Sanders campaign: No ISIS questions
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Sen. Bernie SandersBernie SandersFranken targets senators from both parties in new comedy tour Pelosi says House members would not vote on spending bill top line higher than Senate's Groups push lawmakers to use defense bill to end support for Saudis in Yemen civil war MORE’s (I-Vt.) presidential campaign told reporters during a Tuesday event in Baltimore not to ask questions about the terror threat from the Islamic State in Iraq and Syria (ISIS).


“Don’t ask about ISIS today,” Sanders spokeswoman Symone Sanders said, according to CNN, ahead of a press conference after the Democratic candidate met with community leaders in the neighborhood where the death of Freddie Bray sparked widespread protests.

After reporters asked about the topic anyway, Symone Sanders, who is of no relation the presidential candidate, tweeted that she had wanted to be sure that the event’s focus wasn’t drowned out by questions on terror.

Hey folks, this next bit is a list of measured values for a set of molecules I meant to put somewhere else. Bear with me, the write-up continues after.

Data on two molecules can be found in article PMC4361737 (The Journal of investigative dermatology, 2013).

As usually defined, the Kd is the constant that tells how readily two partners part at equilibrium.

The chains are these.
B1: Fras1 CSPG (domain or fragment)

“Pastors wanted to make sure the topic of the day did not get lost. I asked press to stay on topic at a presser & they troll me,” she tweeted.

Bernie Sanders, who has faced criticism that his campaign doesn’t focus enough on foreign policy, defended the call to not take questions on ISIS.

“Of course I will talk about ISIS, but today what we are talking about is a community in which half of the people don't have jobs,” he told reporters, according to CNN.

“You want to ask me about ISIS? We will talk about ISIS. But what I said, and let me repeat, you can agree with me or not, what I have said is that obviously ISIS and terrorism are a huge national issue that we have got to address, but so is poverty, so is unemployment, so is education, so is healthcare, so is the need to protect working families. And I will continue to talk about those issues."

The comments came after Bernie Sanders took a walking tour of Gray’s neighborhood along with a group of clergy from the area. He also met with community leaders during a roundtable to discuss police militarization, mass incarceration and economic policy.